Into the Cold Water
Jonas and Jonny have some things in common: they are both staff members at First Reading, neither is a political scientist, and one is an intern in Brussels, the other was. What is everyday life like in political consulting if you don’t come from a political science background, if you have read Kant and Machiavelli instead of Hayek and Kahneman or Freud and Skinner? Both give us a little insight below.
On building bridges – Jonny Fischer
There I was, at the beginning of September 2019 – my first time in Brussels, my first time seeing the Commission and Parliament up close. I had decided to do an internship in political consulting. Amongst all the political scientists, I stood there as a business student, pardon me, as a student of “International Management” and was allowed to gain my first real international experience.
Admittedly, management consulting should be the core discipline of a business economist. Nevertheless, before starting the new job I had the uneasy feeling that I didn’t know enough. But every day I find out in an impressive way that the fields of politics and management actually have a lot in common. Striving for good solutions, not always in the most direct way, with a lot of creativity, not always doing everything the same way. Or to put it in the words of someone who has shaped politics and economics in equal measure: All life is problem solving.
For me, there is a fascination in the possibility of not only understanding current political events, but also building bridges to our clients’ business models. As political consultants, it is of course part of our job never to consider the political merely in isolation. It is precisely the transfer between the two worlds that is at the core of our work. And then I’m lucky enough to work at First Reading in a company that recognized the value of this transfer and, incidentally, was brave enough to create a new position for it after my internship.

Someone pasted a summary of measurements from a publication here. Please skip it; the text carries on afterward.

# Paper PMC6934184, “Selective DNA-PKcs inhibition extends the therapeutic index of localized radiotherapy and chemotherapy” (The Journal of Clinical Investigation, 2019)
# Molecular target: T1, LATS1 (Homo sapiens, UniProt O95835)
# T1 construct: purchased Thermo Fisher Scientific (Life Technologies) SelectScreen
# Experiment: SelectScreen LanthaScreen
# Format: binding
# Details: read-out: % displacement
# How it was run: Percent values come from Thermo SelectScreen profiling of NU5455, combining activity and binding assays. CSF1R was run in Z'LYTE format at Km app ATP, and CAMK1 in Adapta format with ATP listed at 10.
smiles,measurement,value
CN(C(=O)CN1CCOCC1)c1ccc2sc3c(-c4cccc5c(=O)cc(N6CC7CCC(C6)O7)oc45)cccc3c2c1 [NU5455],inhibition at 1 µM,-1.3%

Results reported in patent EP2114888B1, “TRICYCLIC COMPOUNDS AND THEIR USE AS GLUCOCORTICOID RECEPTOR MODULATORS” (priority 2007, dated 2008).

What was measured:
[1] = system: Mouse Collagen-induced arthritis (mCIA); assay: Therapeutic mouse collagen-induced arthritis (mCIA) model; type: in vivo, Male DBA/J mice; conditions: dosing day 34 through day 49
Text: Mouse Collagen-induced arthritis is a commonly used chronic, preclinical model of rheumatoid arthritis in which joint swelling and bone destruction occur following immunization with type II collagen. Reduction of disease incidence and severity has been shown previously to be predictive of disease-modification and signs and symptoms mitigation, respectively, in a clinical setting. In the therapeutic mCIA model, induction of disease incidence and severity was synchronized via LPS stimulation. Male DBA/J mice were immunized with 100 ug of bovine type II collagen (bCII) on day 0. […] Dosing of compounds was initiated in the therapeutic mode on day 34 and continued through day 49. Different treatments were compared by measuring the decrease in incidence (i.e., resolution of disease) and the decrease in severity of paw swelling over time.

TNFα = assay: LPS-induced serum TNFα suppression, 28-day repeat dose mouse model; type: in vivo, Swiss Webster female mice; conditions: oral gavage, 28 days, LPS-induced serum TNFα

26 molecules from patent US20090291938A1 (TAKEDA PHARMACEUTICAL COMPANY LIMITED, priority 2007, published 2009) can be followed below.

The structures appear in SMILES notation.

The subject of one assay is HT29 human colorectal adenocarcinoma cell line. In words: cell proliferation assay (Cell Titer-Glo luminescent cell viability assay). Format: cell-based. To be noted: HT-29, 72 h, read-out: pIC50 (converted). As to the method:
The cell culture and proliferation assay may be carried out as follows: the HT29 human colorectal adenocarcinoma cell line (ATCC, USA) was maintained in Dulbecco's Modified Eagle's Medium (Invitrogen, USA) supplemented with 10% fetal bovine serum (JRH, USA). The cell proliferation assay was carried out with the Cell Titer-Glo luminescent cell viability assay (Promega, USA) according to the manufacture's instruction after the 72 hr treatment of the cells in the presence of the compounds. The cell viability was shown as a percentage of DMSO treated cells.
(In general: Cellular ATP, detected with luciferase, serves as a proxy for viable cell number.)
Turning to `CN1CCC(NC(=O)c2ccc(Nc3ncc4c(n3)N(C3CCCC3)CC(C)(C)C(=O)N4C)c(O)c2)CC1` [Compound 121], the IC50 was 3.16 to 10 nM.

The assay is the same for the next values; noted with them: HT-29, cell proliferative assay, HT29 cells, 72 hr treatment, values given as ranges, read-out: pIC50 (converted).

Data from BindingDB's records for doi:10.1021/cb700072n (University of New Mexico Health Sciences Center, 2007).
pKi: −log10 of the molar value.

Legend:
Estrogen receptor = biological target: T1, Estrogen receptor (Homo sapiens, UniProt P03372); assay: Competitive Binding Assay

But just as regulation is never merely an end in itself, a business model is never merely a means of creating value isolated from the environment. There is a tension in watching business models transform as the environment changes. At this point, it is also necessary to break with a classic cliché of “lobbying.” It is not only companies that influence politics, but of course it also goes the other way around. Regulation always offers an opportunity for creativity, for the possibility to adapt to dynamics or – in the optimal case – to shape something new out of such an event.
For me, one of the greatest attractions is to observe this transformation process anew every day on both sides and to be able to help shape it myself. Perhaps business administration sometimes suffers from seeing itself only as an accompanying entity, as a financial conscience or even as one of many means to an end. However, the connection with politics has definitely allowed me to leave this perspective and look at “my discipline” in a new light.
Out of the comfort zone and into a change of perspective – Jonas Figge
Hi, I’m Jonas, 23 years old and an intern at FIRST READING in Brussels. So here I am. In front of the office at Square de Meeus with the most beautiful sunshine and I can hardly wait to start. Next to the most important embassies, not far from the European Parliament. And what am I doing here now? I wanted to meet her. The seemingly tough consultant scene as well as the politicians and doers of tomorrow. Out of the comfort zone of studies!
As a business psychologist, I now find myself in the day-to-day work of a political consultant. For me, this is a time for learning and discovery. A time in which I have the opportunity to get to know the person behind the facade. In other words, the personality. Seems like you have to have one these days, doesn’t it? The modern business psychologist puts people at the center of his or her work and is thus able – together with the team – to analyze, understand and correctly classify relationships and behaviors between stakeholders. To describe people’s personalities, psychology is guided by the Big Five personality model. According to this model, each person can be classified into the dimensions of agreeableness, extraversion, neuroticism, conscientiousness and openness to experience. And I can tell you about that: you meet fascinating personalities in political consulting work.
So the internship is a good time for me to be able to bring in my perspective, to let space and ideas for new things emerge. In this way, the perspective can help to identify the aforementioned personality typologies, to recognize causes for that behavior and to break down communicative barriers. In my daily work I am inspired by the view for the big picture within the interactions and analyses of the FIRST READING. In the fast-paced and responsible world of consulting, it’s important to keep an eye on political events without forgetting the people involved. A difficult undertaking? Not at FIRST READING. This balancing act is what distinguishes the company and is an integral part of the way we work together.
I am very grateful for the many great experiences and the trust placed in me, as well as the openness of the entire team. Leaving my comfort zone once again has shown me what can arise when you do. From fear and shame, to anticipation and nervousness, to enthusiasm and life. In this way, a foreign perspective can open new doors and contribute a part to the further development of the company.